Some members have asked how they can thank us by making a contribution to SMC. There is no requirement or expectation that you do so, but if you would like to give us a gift, you can make a donation at any time on almost any of the pages on our website, except the home page. Also, you might want to make SMC your designated charity on Amazon Smile, which gives us a percentage of your purchases at no cost to you. To do that, go to http://smile.amazon.com/ch/11-2664913 But donations are completely optional – there’s no need to do anything other than to enjoy your membership!
Lastly, if you are in touch with someone who has left SMC, please let them know that if they were a member for five years or more, and they’d like to return, this offer applies to them too. Spread the word!
Thank you again for your continuing participation, and let me know if you have any questions.
SMC- Fertility IQ
Have you heard about FertilityIQ? I am very excited to share this great resource. FertilityIQ is a platform where verified fertility patients anonymously assess their fertility doctor, nurse, clinic, billing department and more. The data is free and really helps in choosing (or avoiding) a doctor or clinic.
SMC has an opportunity to both contribute to Fertility IQ and to benefit SMC. Thinkers and tryers can look up other women’s experiences with clinics and doctors. Those who are pregnant and already moms can help those just starting out by providing information about their experiences with fertility doctors.
We would appreciate your filling out a survey about your experiences with fertility doctors. FertilityIQ will make a donation to SMC for everyone referred by us who assesses their fertility doctor on their site!
To ensure that SMC gets credit for your survey, just type in “SMC” in answer to the question at the end that asks, “did someone suggest you assess your doctor?” (You can also forward this to anyone who may be interested in doing a survey. As long as they put “SMC” as the answer to that question, we will get a donation.)
Please be as detailed as possible so that others may benefit from your experience.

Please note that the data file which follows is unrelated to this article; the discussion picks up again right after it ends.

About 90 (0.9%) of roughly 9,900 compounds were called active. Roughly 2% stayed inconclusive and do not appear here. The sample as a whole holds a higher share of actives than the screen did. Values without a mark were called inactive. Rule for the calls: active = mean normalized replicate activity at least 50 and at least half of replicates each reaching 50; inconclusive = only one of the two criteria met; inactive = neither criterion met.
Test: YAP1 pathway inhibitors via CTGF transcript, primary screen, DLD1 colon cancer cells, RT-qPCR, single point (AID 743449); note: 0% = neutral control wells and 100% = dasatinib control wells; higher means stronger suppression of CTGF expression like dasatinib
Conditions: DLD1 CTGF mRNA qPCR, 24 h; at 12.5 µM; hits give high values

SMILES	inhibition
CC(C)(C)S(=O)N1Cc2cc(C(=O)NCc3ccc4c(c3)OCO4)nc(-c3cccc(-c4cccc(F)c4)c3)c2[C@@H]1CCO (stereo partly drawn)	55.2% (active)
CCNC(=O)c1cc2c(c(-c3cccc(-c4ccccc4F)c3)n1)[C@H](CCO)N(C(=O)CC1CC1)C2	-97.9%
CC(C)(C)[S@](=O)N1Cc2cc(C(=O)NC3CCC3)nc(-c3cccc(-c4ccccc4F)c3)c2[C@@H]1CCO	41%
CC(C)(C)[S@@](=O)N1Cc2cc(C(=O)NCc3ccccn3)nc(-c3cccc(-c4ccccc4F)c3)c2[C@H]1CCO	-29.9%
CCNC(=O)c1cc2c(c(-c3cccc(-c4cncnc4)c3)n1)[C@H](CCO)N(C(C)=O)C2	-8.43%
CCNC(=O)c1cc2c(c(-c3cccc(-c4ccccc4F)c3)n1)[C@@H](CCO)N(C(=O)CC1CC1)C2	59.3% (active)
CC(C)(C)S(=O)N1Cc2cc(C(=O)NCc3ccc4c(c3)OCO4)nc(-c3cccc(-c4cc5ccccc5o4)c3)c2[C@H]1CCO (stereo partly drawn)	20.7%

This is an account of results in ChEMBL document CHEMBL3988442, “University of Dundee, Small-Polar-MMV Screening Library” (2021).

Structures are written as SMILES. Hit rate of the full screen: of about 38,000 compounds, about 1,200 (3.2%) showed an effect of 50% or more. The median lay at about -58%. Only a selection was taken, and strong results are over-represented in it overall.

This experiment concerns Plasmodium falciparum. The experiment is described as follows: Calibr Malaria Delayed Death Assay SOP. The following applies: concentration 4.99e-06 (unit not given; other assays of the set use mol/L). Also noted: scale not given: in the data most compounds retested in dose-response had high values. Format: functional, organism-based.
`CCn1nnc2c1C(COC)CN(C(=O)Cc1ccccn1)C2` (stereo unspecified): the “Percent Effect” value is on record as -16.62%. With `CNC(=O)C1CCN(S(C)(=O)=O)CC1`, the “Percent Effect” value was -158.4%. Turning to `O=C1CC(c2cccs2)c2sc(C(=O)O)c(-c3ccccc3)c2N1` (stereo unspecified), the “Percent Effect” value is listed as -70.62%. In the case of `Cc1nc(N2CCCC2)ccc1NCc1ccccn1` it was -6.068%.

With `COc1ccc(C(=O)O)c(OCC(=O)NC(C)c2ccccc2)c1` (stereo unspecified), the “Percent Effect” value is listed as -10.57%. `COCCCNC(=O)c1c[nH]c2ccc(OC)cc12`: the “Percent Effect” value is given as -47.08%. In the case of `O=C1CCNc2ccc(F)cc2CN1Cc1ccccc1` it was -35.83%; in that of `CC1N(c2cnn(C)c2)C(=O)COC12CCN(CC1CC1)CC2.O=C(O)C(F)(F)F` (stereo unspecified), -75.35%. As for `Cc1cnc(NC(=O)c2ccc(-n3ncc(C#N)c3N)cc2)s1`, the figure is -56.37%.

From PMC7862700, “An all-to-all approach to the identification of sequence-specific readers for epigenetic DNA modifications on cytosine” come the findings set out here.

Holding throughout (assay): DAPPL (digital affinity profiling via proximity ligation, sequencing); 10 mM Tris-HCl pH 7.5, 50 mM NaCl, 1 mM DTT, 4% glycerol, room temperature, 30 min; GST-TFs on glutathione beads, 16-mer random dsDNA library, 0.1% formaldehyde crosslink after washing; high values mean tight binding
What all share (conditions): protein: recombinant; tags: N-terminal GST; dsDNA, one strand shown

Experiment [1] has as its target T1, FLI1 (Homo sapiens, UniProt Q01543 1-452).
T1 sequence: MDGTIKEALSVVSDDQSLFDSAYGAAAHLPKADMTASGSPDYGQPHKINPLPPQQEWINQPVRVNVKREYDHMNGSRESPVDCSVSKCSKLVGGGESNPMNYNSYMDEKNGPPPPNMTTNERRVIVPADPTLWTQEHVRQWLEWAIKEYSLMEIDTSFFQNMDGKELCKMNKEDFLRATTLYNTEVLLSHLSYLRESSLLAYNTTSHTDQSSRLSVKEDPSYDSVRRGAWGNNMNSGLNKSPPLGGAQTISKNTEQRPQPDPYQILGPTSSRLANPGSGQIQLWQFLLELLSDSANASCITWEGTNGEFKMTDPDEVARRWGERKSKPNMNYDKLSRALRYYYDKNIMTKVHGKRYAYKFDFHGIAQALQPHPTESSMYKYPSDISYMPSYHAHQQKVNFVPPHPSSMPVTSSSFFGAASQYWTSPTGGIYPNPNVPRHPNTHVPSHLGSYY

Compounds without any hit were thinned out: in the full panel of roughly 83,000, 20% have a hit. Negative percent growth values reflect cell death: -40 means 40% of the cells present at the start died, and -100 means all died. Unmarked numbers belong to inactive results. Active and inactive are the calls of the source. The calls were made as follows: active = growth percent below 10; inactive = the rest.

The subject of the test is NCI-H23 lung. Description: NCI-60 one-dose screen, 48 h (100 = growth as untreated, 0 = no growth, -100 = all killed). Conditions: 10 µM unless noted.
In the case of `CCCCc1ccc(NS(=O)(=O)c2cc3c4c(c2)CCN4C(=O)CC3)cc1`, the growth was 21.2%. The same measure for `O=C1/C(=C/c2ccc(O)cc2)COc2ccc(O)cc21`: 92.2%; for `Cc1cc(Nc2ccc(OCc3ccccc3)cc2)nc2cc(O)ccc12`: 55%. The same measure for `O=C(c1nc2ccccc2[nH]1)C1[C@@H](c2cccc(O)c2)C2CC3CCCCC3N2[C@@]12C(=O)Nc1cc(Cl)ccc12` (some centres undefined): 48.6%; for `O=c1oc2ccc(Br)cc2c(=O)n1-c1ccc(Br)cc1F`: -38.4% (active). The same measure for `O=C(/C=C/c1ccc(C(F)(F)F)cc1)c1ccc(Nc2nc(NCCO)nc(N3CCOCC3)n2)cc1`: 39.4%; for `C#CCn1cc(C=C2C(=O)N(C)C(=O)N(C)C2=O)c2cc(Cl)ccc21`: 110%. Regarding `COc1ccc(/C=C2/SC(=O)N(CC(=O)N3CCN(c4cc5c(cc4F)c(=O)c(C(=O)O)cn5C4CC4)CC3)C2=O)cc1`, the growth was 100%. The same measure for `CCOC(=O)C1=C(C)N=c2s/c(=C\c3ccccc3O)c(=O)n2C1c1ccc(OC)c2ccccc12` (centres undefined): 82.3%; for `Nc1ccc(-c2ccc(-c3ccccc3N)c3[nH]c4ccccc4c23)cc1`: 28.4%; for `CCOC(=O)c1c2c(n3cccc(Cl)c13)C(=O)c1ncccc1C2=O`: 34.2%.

Thanks to all in advance for filling out the surveys and for spreading the word about this!
P.S. FertilityIQ is giving away a fertility grant to someone who’s reviewed their doctor on FertilityIQ & we’re hoping it helps you or someone you love!
They’re randomly (no judging, no hoopla) selecting 1 person’s review and will grant the author 1 free treatment cycle (up to $10,000) or the ability to gift it to a friend who could use the help. Drawing will include all reviews submitted by Oct. 12.
Crazy Things Our Kids Say!
At a get-together with church friends, one of the dads says to a 3-year old little boy: “O, you’re always sooo cheerful, did someone sprinkle you with happy spray?”
O: “No, that was bug spray.”
Justine: “I have a little bit of poop on me.” [Points to a spot on her leg.]
Me: “That’s not poop, that’s a freckle!”
I was making dinner in the kitchen and Duncan yelled, “hey mom, if you put a microwave inside a microwave and turned the outside one on, which one would explode first?” Thank goodness I only have one microwave!
Anna gave me a random page she had scribbled on and said, “You must take this to your work. You must keep it forever. I will come see it. Promise me or else you get timeout.”
As I dropped Anna off at school one day, the teacher asked her how she and her mommy were doing today. Another kid said, “That’s not a mommy, that’s a sister.” (I was ready to adopt this kid.) Anna took offense, though, because as I was leaving I heard her yelling, “LEAVE MY MOMMY ‘LONE! HER NOT A BABY, HER ARE A GROWN UP!”
Cailyn: Momma, song please?
Me: Ok, what song do you want me to sing?
C: The potty song!
M: Um, I don’t think I know that one. Can you sing a little bit?
C: Tinkle tinkle little star….
Real conversation. No idea how she made that connection.
For more cute quotes like these, check out the thread on our forum HERE!